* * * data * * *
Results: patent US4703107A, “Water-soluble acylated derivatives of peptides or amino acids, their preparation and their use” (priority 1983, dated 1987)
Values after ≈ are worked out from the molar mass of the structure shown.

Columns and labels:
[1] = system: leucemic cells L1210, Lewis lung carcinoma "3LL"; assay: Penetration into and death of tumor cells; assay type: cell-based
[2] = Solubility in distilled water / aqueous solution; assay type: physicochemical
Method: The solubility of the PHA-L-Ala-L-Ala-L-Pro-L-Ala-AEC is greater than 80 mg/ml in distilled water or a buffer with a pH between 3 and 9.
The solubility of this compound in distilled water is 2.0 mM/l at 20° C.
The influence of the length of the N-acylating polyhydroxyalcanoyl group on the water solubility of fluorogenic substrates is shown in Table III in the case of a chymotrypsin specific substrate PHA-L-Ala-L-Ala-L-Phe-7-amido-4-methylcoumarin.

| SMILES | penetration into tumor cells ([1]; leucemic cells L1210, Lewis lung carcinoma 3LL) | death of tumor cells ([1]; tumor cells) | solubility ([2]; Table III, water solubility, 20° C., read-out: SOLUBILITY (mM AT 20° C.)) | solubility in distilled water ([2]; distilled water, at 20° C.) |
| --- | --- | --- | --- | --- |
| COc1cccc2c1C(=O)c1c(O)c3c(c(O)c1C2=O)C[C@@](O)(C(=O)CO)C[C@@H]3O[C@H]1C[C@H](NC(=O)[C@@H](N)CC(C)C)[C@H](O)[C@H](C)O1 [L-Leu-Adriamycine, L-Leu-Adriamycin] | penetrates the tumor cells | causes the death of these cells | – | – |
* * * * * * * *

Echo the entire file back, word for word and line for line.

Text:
Results: patent US4703107A, “Water-soluble acylated derivatives of peptides or amino acids, their preparation and their use” (priority 1983, dated 1987)
Values after ≈ are worked out from the molar mass of the structure shown.

Columns and labels:
[1] = system: leucemic cells L1210, Lewis lung carcinoma "3LL"; assay: Penetration into and death of tumor cells; assay type: cell-based
[2] = Solubility in distilled water / aqueous solution; assay type: physicochemical
Method: The solubility of the PHA-L-Ala-L-Ala-L-Pro-L-Ala-AEC is greater than 80 mg/ml in distilled water or a buffer with a pH between 3 and 9.
The solubility of this compound in distilled water is 2.0 mM/l at 20° C.
The influence of the length of the N-acylating polyhydroxyalcanoyl group on the water solubility of fluorogenic substrates is shown in Table III in the case of a chymotrypsin specific substrate PHA-L-Ala-L-Ala-L-Phe-7-amido-4-methylcoumarin.

| SMILES | penetration into tumor cells ([1]; leucemic cells L1210, Lewis lung carcinoma 3LL) | death of tumor cells ([1]; tumor cells) | solubility ([2]; Table III, water solubility, 20° C., read-out: SOLUBILITY (mM AT 20° C.)) | solubility in distilled water ([2]; distilled water, at 20° C.) |
| --- | --- | --- | --- | --- |
| COc1cccc2c1C(=O)c1c(O)c3c(c(O)c1C2=O)C[C@@](O)(C(=O)CO)C[C@@H]3O[C@H]1C[C@H](NC(=O)[C@@H](N)CC(C)C)[C@H](O)[C@H](C)O1 [L-Leu-Adriamycine, L-Leu-Adriamycin] | penetrates the tumor cells | causes the death of these cells | – | – |